A few weeks ago, as I was watching the primetime news telecast, I heard a striking sentiment from one fellow Filipino who was obviously feeling betrayed and deceived. He was the fisherman whose question then presidential candidate Rodrigo Duterte answered with what is now his infamous jet ski remark.
“…Kung ganoon na lang din po hindi na po ako boboto,” said the fisherman upon realizing that the controversial statement was only a “joke” and campaign strategy.
This broke my heart and made me doubt my own beliefs, not just about this administration, but the general meaning of us citizens going out and making our votes count.
Is he actually right? Have elections become completely senseless? Is there really no way out? I asked myself these questions and reflected. I remember something my dad told me once when I asked him why he doesn’t participate in elections. The last time he voted, according to him, was in 1998 when Joseph Estrada was declared the 13th President of the Philippines. He voted for Estrada.
As we all know, “Erap” was later ousted from power after high political drama and Edsa 2. “What’s the point of voting if those in power will just forcefully impose their own desires on the people?” my father asked. Completely different circumstances, I know. But I now recall it because what my dad said and what the fisherman felt were parallel in some way: They felt as though their votes wouldn’t change a thing. It wouldn’t make any impact, because the destiny of this Godforsaken nation is already predetermined.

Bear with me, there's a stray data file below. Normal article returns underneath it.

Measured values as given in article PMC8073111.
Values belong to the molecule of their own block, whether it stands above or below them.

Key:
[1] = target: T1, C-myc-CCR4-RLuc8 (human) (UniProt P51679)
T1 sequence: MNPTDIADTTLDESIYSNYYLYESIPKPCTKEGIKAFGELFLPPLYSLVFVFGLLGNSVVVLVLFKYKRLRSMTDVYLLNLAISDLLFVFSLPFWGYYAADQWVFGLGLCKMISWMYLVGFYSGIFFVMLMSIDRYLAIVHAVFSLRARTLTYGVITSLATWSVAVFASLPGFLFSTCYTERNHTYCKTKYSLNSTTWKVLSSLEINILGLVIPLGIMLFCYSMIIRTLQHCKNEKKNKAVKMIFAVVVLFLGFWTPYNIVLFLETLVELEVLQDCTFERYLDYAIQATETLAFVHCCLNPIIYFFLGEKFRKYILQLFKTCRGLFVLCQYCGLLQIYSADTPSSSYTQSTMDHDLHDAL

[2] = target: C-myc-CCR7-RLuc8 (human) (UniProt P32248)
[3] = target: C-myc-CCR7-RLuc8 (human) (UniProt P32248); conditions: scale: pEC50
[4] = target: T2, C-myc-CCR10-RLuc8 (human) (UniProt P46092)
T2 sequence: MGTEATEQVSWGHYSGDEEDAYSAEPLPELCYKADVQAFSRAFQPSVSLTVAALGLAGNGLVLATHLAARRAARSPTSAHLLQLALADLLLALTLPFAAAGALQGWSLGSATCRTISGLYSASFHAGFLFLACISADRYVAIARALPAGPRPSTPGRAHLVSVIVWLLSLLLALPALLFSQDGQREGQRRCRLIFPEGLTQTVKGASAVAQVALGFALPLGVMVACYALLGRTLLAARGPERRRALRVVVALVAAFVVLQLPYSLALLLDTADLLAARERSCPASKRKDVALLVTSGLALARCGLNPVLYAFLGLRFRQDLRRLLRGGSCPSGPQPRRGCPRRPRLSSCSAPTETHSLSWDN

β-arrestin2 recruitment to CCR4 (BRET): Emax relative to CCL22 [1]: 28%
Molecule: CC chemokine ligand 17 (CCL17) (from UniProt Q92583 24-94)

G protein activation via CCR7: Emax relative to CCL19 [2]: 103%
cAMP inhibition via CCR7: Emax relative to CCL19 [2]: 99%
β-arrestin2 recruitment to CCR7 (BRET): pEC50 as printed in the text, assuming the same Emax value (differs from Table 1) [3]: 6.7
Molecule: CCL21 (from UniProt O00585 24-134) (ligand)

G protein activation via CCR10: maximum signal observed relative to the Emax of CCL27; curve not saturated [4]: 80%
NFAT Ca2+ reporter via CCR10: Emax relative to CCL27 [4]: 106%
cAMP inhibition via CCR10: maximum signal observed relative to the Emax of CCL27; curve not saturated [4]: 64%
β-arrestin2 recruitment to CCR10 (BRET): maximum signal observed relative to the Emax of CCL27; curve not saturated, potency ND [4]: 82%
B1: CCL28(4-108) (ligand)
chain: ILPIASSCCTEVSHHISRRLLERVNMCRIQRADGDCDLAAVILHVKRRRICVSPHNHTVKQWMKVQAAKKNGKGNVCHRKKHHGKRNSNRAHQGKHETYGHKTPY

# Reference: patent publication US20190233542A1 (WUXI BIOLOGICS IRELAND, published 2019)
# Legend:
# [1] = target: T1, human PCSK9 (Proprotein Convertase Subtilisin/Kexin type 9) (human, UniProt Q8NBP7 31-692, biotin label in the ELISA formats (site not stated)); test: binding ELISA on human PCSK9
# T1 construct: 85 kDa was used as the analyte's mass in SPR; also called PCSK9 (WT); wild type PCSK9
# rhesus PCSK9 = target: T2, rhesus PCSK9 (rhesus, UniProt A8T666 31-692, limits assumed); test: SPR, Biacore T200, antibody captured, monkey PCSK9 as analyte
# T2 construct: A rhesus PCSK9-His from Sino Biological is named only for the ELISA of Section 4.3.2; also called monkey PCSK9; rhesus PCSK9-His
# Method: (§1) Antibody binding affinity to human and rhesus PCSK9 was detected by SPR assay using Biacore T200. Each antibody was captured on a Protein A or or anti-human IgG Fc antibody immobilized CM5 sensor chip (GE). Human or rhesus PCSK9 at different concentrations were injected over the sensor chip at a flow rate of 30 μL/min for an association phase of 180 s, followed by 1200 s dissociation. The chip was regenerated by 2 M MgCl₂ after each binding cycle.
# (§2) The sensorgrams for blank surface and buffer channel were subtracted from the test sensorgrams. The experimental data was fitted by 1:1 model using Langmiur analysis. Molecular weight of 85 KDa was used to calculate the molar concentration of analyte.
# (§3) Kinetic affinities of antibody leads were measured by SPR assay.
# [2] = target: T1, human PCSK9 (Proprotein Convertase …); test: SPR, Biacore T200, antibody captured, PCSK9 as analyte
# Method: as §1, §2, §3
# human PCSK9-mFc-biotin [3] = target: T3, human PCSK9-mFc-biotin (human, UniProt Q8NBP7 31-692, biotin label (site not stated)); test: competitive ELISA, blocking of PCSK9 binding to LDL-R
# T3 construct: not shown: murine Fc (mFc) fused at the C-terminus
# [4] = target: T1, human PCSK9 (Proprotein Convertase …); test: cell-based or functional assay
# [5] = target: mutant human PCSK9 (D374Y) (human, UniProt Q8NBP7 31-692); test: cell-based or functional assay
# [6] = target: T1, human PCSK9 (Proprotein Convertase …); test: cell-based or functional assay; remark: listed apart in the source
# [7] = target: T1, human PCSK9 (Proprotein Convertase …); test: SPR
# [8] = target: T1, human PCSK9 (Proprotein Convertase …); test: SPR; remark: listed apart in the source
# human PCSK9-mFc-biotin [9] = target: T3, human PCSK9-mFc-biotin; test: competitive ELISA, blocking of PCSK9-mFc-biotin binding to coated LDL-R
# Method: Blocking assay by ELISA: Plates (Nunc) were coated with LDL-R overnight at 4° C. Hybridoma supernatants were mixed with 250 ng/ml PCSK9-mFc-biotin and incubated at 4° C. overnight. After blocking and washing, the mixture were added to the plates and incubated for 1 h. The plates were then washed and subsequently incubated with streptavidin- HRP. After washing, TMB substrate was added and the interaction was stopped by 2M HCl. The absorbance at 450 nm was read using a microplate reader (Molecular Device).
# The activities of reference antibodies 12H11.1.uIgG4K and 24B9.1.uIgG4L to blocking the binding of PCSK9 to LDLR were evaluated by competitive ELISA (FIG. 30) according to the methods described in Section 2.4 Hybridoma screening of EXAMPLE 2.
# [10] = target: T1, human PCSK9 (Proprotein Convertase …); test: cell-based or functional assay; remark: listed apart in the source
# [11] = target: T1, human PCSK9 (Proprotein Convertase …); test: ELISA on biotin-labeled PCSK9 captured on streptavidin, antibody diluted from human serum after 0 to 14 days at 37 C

I absolutely get where they are coming from and I can never blame them for how they feel. But that little boy my dad told his story to and the young man that heard the poor fisherman’s cry for change are two different people now. I know that together, we can do something. I know that the Filipino people are clamoring for something new. I am certain and I have seen it. The fire that I feel when I speak with my fellow young adults about the great social injustices we see is something I have never felt or shared with anyone before. This generation is inspired to be different.
I just recently turned 20, and I will finally be able to participate in my first election. I will go out, make my vote count, and live with the results. Because as we continue to fight for a better Philippines, there is one thing we just cannot afford to lose: hope.
Every day is a struggle, but let us struggle together. It is technically true that one vote alone cannot change the status quo. But one vote each by many hopeful citizens can collectively change the course of tomorrow. I am optimistic that millions of my fellow young Filipinos will commit to the same action, feel the same fire, and dream the same dream.
I have never respected anyone more than I respect my father. But at this point in my life, there is no one I would rather prove wrong with that statement. And to anyone who shares the same outlook, I hope we change that soon. To the fisherman, you were wronged, sir. You have every right to feel the way you do. And to the rest of us leading comfortable lives, I hope that statement stings; I hope the past five years woke something in you. We are next in line, so don’t forfeit the fight now. Don’t throw in the towel just yet.